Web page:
AC930[936]: The Danes of Logherney arrived at Loghrie on Christmas night, Awley Keanchyreagh, and there remained seven months preying and spoiling the borders of Connought called Moyenoye.

Again the expedition to England follows, but here no mention is made of any conflict with Dublin.

AC931[937]: The Danes of Loghrie, arrived at Dublin. Awley [mac Gofraid] with all the Danes of Dublin and north part of Ireland departed and went over seas. The Danes that departed from Dublin arrived in England, & by the help of the Danes of that kingdom, they gave battle to the Saxons on the plaines of othlyn, where there was a great slaughter of Normans and Danes, among which they ensueing captaines were slaine, viz. Sithfrey and Oísle y 2 sones of Sithrick, Galey, Awley ffroit, and...

Chronicon Scotorum[edit]

Again here no mention is made of any conflict with Dublin.

CS932: Colla grandson of Bairid, king of Luimnech, dies.
CS933: The foreigners went on Loch Érne and devastated many peoples and churches as far as Loch Gamna.
CS934: The foreigners of Luimnech raided Connacht as far north as Magh Luirg and as far east as Badhgna.
CS936: The foreigners of Loch Érne went onto Loch Ríbh.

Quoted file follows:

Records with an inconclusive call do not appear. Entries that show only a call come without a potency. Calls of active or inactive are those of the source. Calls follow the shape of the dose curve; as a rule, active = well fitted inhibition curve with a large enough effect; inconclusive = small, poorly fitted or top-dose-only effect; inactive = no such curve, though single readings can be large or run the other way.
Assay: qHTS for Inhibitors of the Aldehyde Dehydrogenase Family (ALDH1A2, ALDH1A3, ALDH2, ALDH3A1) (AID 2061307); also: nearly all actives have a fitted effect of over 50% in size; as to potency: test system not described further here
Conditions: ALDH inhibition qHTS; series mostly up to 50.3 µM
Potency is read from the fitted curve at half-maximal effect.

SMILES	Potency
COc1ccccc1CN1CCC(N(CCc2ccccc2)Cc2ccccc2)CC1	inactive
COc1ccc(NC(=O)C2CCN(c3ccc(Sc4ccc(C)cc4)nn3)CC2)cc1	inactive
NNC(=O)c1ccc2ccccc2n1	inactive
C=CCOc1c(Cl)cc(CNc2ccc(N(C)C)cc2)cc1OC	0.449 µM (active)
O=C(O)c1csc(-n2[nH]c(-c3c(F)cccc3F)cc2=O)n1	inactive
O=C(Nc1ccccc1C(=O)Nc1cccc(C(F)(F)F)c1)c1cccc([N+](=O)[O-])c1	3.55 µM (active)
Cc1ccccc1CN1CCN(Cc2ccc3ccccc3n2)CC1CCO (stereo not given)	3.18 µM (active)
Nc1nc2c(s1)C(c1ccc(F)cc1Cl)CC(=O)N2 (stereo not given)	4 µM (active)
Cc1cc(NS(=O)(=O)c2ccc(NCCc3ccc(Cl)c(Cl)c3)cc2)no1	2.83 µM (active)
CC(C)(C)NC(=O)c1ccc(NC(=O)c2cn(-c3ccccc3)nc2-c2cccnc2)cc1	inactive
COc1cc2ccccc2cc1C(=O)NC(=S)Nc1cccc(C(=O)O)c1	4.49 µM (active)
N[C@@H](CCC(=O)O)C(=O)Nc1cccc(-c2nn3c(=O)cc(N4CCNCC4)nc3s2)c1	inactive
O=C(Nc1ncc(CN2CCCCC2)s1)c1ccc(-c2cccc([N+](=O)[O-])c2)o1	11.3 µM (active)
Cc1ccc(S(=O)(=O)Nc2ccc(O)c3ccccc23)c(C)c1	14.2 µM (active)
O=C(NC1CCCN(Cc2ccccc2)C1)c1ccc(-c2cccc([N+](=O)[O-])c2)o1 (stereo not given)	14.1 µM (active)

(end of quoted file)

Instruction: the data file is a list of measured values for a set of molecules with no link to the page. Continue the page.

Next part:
CS937: The foreigners of Loch Ríbh went to Áth Cliath.

Irish saga[edit]

A certain Amlaíb of Limerick features as a character in the 12th century saga and propaganda tract Caithréim Chellacháin Chaisil, who is killed by Cellachán Caisil himself. Alexander Bugge takes no position regarding his historicity, but offers Amlaíb Cenncairech as his primary example of an historical Amlaíb associated with Limerick.[11] Donnchadh Ó Corráin allows that "The Amlaíb of the text may be a vague memory of Amlaíb Cennchairech but it must be remembered that Amlaíb is one of the commonest Viking names in Ireland."[12]

Bugge does believe that this Amlaíb of Limerick can be identified as the father of the Amlaíb mac Amlaíb mentioned in the Cogad Gáedel re Gallaib as an ally of Ivar of Limerick. According to this saga and propaganda tract (dated near contemporary with the Caithréim Chellacháin Chaisil), Amlaíb mac Amlaíb was banished along with Ivar following the Norse loss at the Battle of Sulcoit against the Dál gCais led by Mathgamain mac Cennétig in 967. The two are said to have "attempted the conquest of Britain" together, apparently without success, as Amlaíb "was killed by the king of Britain" and Ivar soon after reestablished himself in Limerick.[13]

See also[edit]

Notes[edit]

  1. ^ Dictionary of the Irish Language Letter C, Column 47
  2. ^ Thornton, p. 163
  3. ^ i.e. Duibhthir-Atha-Luain, the present area or barony of Athlone. O'Donovan, Four Masters Vol. II, p. 628, note
  4. ^ Now Slieve Baune, a mountainous district also in County Roscommon like Magh Luirg. O'Donovan, Four Masters Vol. II, p. 629, note
  5. ^ Plains of Magh nAi, near Boyle, County Roscommon
  6. ^ Translator: Lammas. In the Irish text it is Lughnasadh.
  7. ^ Todd, pp. 281–2; Haliday, p. 69
  8. ^ Downham, p. 41
  9. ^ Chronicon Scotorum (see following section)
  10. ^ Murphy (MacGeoghegan, p. 150): "Now L. Gawna in the barony of Granard, Co. Longford."
  11. ^ Bugge, p. 125
  12. ^ Ó Corráin, pp. 54–5
  13. ^ Todd, pp. 84–5

References[edit]

Regnal titles
Preceded by
Colla
King of Limerick
932/3–937
Succeeded by
Aralt